Continuing on a maritime theme, Ian McGuire's The North Water was a revelation to me. When I had first had the book pressed on me by a friend, I was very much intending to let it gather dust for a couple of weeks before thanking them politely and handing it back - a novel set on a 19th century whaling ship that opens with a foul-mouthed, drunk harpooner raping a rent boy before killing a man didn't exactly appeal. Get past the brutality and the ripe language however and there's a complicated and brilliantly woven tale about the darkness that lives within men's hearts played out against the stunning backdrop of an Arctic winter. Not a book for the faint-hearted and definitely one that comes with trigger warnings for pretty much everything - but still the best novel I've read this year.
On the non-fiction front, a standout book for me was Tim Marshall's Prisoners of Geography. Subtitled 'Ten Maps That Tell You Everything You Need To Know About Global Politics', this lively book did exactly that. Ever wondered why no one wants to tango with the situation on the Korean Peninsula? This book will tell you. Why is Russia so determined to have a hold on the Ukraine? Look no further than here! Whilst I recognise that global politics cannot be solely explained by one thing, I really hadn't appreciated how much physical and geographical constraints play. When you consider that all things eventually boil down on one level or another to access to resources however, a lot of what this books says makes a lot of sense. Informative, interesting and with a good dash of humour, this taught me a lot without me even realising.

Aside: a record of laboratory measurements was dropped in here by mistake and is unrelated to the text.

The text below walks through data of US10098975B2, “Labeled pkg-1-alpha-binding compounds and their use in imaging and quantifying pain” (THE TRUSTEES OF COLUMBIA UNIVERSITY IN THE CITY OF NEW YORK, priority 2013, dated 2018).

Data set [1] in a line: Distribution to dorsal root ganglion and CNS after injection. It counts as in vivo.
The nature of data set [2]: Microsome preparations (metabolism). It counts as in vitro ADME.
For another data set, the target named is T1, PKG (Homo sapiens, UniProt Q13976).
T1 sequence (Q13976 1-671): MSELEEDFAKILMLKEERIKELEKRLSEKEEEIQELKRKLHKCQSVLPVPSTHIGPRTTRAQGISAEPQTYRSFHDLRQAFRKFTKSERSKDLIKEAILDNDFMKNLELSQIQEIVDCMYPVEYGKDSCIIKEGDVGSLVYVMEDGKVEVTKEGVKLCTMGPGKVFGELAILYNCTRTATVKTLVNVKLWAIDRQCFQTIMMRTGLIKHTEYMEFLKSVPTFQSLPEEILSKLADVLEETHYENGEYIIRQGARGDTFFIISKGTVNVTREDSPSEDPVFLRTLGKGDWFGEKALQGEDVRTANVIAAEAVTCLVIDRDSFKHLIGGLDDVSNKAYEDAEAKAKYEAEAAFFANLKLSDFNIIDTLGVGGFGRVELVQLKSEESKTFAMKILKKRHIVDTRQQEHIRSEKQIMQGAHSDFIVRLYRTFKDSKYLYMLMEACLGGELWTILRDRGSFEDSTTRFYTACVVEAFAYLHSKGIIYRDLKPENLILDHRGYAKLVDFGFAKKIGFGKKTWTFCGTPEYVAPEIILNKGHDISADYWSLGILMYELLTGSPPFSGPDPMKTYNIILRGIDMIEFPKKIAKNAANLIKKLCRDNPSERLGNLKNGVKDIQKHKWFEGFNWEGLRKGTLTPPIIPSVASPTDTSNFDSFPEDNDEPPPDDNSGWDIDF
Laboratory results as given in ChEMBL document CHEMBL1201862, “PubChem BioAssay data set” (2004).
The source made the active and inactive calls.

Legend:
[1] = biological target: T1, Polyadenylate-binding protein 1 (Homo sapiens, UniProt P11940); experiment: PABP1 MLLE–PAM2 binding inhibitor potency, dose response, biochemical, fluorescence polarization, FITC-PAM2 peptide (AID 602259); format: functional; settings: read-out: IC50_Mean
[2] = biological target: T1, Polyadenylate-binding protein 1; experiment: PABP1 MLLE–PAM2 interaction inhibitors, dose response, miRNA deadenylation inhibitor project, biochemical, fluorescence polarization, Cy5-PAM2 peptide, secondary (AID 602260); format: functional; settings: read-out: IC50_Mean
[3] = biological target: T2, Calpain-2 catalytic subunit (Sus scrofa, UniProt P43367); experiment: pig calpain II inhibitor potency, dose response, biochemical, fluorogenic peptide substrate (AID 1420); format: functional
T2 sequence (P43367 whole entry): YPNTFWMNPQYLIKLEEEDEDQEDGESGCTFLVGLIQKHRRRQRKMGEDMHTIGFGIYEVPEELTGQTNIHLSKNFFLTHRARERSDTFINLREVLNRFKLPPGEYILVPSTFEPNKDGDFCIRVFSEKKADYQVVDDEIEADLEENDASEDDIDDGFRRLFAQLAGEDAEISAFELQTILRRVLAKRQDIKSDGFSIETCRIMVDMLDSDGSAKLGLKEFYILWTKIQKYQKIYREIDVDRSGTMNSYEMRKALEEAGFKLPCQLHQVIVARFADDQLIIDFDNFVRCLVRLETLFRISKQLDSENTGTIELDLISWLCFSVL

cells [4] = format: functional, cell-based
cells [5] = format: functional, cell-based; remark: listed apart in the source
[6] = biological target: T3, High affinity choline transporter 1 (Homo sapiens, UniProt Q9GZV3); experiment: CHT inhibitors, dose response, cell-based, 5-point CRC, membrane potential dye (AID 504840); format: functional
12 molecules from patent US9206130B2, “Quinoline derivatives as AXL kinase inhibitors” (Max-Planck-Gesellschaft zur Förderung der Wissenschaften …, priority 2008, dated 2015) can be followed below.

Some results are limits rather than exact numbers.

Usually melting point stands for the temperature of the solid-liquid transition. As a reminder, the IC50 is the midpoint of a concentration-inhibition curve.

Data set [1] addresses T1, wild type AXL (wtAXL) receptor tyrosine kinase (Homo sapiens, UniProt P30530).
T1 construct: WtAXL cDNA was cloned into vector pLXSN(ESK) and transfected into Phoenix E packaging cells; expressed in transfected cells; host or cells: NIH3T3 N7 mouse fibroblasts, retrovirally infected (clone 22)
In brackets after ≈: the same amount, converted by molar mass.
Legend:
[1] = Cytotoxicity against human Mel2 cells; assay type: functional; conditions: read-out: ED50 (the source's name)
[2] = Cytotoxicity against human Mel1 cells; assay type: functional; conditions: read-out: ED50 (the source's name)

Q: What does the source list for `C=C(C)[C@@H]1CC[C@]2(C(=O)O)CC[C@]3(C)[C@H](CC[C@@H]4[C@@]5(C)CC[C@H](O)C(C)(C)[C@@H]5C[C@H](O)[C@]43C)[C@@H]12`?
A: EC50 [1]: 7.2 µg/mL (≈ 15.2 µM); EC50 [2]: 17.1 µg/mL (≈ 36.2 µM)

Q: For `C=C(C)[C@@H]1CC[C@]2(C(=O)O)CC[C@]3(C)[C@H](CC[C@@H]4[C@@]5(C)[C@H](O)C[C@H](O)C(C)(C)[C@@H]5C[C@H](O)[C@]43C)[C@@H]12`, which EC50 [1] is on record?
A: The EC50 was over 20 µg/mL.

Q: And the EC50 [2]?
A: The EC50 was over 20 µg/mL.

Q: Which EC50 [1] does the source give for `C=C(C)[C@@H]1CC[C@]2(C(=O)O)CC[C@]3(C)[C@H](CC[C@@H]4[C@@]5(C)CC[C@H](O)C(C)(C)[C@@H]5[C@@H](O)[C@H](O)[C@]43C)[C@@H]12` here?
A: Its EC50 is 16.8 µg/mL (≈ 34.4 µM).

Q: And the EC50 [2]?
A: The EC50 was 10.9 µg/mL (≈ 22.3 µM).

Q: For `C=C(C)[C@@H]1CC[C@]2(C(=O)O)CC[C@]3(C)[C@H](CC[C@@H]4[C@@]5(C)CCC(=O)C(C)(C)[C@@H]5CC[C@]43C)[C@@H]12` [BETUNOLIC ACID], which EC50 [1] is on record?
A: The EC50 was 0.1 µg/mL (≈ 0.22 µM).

Another book that taught without being preachy was Jenni Murray's A History of Britain in 21 Women, which I've read in the last couple of weeks. A library borrow, this was a book I was expecting to find mildly entertaining but firmly in the realms of 'history lite'. So I was very surprised - and rather ashamed of myself - when I started to read and discovered a passionately written, thoroughly researched and extremely interesting look at the lives of 21 women who, for better or worse, impacted the history of our island nation. I'm ashamed to admit I'd never even heard of some of Murray's chosen ladies (Caroline Hershel, Gwen John) and knew astonishingly little about others (Fanny Burney, Constance Markievicz). Murray freely admits to a bias in her selection but, as an introduction to a more feminist view of traditional history, it was a real eye-opener and a definite encouragement to go and find out more about some of these fascinating women.
So those were some of my favourites of 2016. They were, by no means, the only books that I have read and enjoyed this year but they are the ones that have stayed with me and that I feel haven't necessarily had a great deal of recognition elsewhere. All of them deserve to be widely read so I'd love for you to let me know if you decide to pick any of them up. As always, you can leave me a comment here on the blog, find me on Twitter @amyinstaffs, on Goodreads or on Litsy @ShelfofUnreadBooks. I'd love to hear about your personal favourites of 2016 so please do come say hello.
I'll be back soon (I promise!) with my Reading Resolutions for 2017, as well as some books I'm looking forward to tacking in the near future. Until then, have a wonderful rest of the festive period, a fabulous New Year and, as always....
Happy Reading x